Fibroblast growth factor 2 alters the oxytocin receptor in a developmental model of anxiety-like behavior in male rat pups

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Abstract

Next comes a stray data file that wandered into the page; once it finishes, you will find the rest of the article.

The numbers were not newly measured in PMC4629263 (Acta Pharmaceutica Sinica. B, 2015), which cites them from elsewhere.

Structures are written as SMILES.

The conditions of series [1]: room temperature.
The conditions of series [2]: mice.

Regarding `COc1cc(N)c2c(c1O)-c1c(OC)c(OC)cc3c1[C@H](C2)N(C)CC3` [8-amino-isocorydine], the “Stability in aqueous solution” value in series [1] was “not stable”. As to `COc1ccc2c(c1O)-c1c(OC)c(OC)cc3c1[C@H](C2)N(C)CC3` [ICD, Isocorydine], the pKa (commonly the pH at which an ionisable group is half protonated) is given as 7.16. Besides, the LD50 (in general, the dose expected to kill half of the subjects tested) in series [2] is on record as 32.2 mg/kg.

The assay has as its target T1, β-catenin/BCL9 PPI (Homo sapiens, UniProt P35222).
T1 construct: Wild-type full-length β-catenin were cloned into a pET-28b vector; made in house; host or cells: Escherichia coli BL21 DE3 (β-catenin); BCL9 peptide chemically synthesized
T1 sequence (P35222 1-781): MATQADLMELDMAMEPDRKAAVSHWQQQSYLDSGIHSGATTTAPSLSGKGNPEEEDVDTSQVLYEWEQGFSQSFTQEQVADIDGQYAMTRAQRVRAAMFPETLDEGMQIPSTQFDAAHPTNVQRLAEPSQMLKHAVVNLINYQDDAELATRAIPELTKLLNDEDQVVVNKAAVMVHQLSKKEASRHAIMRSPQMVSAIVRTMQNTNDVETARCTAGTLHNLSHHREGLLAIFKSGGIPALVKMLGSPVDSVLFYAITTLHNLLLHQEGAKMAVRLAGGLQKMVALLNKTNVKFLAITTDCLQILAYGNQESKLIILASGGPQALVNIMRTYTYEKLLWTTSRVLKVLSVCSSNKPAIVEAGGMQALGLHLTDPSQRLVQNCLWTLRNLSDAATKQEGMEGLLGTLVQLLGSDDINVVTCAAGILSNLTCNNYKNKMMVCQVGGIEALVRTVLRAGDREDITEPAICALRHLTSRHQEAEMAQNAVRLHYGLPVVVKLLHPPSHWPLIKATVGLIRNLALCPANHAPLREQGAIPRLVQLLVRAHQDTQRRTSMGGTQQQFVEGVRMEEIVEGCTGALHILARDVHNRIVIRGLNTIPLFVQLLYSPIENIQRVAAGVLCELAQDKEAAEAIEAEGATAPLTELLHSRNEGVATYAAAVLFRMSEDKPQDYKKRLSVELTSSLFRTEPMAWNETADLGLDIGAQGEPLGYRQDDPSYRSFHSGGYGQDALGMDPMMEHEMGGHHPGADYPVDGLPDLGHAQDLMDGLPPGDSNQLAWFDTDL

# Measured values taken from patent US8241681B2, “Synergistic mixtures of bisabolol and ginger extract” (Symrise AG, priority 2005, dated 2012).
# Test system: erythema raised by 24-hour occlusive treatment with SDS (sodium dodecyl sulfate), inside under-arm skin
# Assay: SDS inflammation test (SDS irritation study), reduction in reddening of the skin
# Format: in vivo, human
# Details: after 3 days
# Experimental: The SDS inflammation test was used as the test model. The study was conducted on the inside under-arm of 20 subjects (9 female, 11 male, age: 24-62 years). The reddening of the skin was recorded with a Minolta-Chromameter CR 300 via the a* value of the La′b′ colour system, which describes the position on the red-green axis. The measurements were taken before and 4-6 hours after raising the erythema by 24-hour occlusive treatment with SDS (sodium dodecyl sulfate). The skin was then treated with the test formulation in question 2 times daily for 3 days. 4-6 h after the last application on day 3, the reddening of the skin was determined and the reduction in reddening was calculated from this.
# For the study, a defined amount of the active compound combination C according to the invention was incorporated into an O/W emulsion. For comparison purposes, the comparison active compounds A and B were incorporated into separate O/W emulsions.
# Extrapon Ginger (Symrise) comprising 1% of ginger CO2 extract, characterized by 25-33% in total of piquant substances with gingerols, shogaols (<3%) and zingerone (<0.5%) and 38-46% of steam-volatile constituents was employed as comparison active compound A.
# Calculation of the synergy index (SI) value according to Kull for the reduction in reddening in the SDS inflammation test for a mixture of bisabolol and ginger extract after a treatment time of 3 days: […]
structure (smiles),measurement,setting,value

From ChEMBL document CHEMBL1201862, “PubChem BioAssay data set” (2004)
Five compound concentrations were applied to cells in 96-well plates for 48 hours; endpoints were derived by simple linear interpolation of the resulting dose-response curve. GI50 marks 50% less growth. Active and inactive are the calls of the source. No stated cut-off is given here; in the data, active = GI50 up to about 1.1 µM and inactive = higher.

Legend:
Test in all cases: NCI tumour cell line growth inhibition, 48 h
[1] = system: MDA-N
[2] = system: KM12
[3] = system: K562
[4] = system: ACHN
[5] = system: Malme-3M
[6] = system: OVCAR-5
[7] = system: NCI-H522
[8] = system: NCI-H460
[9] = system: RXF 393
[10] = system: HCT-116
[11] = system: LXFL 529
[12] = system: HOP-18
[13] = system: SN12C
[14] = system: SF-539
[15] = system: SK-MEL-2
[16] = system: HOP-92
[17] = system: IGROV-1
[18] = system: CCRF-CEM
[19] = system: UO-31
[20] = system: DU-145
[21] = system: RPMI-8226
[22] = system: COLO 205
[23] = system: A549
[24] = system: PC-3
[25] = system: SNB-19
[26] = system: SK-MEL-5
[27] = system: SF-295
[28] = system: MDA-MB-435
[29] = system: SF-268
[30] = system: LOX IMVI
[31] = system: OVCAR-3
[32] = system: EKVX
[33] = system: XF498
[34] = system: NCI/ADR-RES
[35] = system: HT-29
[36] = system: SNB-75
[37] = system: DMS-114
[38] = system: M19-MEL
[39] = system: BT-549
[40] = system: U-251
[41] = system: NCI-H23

We aimed to determine the short-term effects of early-life stress in the form of maternal separation (MS) on anxiety-like behavior in male rat pups. In order to assess anxiety, we measured 40 kHz separation-induced ultrasonic vocalizations (USV) on postnatal day (PND) 11. We further aimed to evaluate the potential involvement of two neurochemical systems known to regulate social and anxiety-like behaviors throughout life: oxytocin (OT) and fibroblast growth factor 2 (FGF2). For these purposes, we tested the effects of neonatal administration (on PND1) of an acute dose of FGF2 on USV and its potential interaction with MS. In addition, we validated the anxiolytic effects of OT and measured oxytocin receptor (OTR) gene expression, binding and epigenetic regulation via histone acetylation. Our results show that MS potentiated USV while acute administration of OT and FGF2 attenuated them. Further, we found that both FGF2 and MS increased OTR gene expression and the association of acH3K14 with the OTR promoter in the bed nucleus of the stria terminalis (BNST). Comparable changes, though not as pronounced, were also found for the central amygdala (CeA). Our findings suggest that FGF2 may exert its anxiolytic effects in male MS rats by a compensatory increase in the acetylation of the OTR promoter to overcome reduced OT levels in the BNST.

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